PyCon, day 2

Unlike yesterday, I actually paid attention to some talks. =) Guido's keynote was good, although he covered what is going to be in Python 2.5 which I all know about so it was not as entertaining for me personally as previous keynotes. But he did personally thank me for sticking it out for PEP 352 after the whole PEP 348 fiasco, so that was really nice and cool of him to do.

I went to Jeremy Hylton's AST talk which was very well attended. Not sure if the attendance was from interest with the AST or because not everyone cared about the Zope talk it was up against. =) But people did seem interested, possibly because of Guido's mention of the AST in his keynote. And Jeremy thanked me and several other people for working on getting the AST finished. With two thanks in two separate talks I might actually start to think I am somehow competent or something (and I am only partially kidding in that statement; very humbling to have the people you look up to to thank you publicly for your work).

Then went to Jim Hugunin's IronPython implementation talk. That was interesting to listen to. I always find it interesting to see how people implement languages in various languages since the basics are pretty consistent across language implementations, but vary based on what the language being used for the implementation provides. Looks like Jim and his group have made good design choices in terms of having Python be a good citizen in the CLI.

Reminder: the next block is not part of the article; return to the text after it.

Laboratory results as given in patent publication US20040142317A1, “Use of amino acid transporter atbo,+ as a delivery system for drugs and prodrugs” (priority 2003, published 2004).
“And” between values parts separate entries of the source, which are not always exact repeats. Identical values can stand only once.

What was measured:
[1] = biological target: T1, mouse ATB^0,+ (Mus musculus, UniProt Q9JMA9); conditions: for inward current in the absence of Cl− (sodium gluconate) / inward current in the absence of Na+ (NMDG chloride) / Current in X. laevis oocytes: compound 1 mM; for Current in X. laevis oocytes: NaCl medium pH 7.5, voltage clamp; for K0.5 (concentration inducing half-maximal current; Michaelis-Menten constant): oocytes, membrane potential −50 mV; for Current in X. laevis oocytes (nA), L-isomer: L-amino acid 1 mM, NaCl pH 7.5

At lunch I attended my first PSF board meeting. By the end of the meeting I was made chairman of the infrastructure committee (which required that I become a VP of the board).

I skipped the next two blocks of talk because of the board meeting and taking a break. I spent the Eggs talk chatting online with my girlfriend and catching up on email so I was not exactly attentive. =)

The AST BoF didn't get much done concretely, but we did get back feedback. Jeremy led it and asked for people to tell us how they plan to use the AST in terms of concrete examples. Most of them seemed global access to the AST with read-only access. The compiler package also got bagged on some since it is apparently broken for nested scopes and has been since 2.4 . Most likely an AST -> AST transformation function will be written to take Python's AST and go to/from the compiler package's AST since no one wants to bother maintaining the compiler package's entirely separate implementation.

Lightning talks were good. Not quite as entertaining as last year, but I think that has to do with them being held in the ballroom. Last year it was in one of the small rooms and gave a very cozy feel. That feeling allowed the audience to participate more and let the speakers act more at-ease and loose with their five minute presentations. The talks this year seemed more serious (except for the Sussbot talk).

After that was dinner with some folks, hanging out with Raymond Hettinger, and then working on the very rough initial version of my brother's saddle and leather goods company site. Took a while to get the CSS right for the positioning of everything. Have not touched CSS in quite some time. But it was very nice to not put everything in a table for formatting. Very plain (pure text at the moment), but I am glad to just get the colour and general formatting right considering I did it with no Net or books.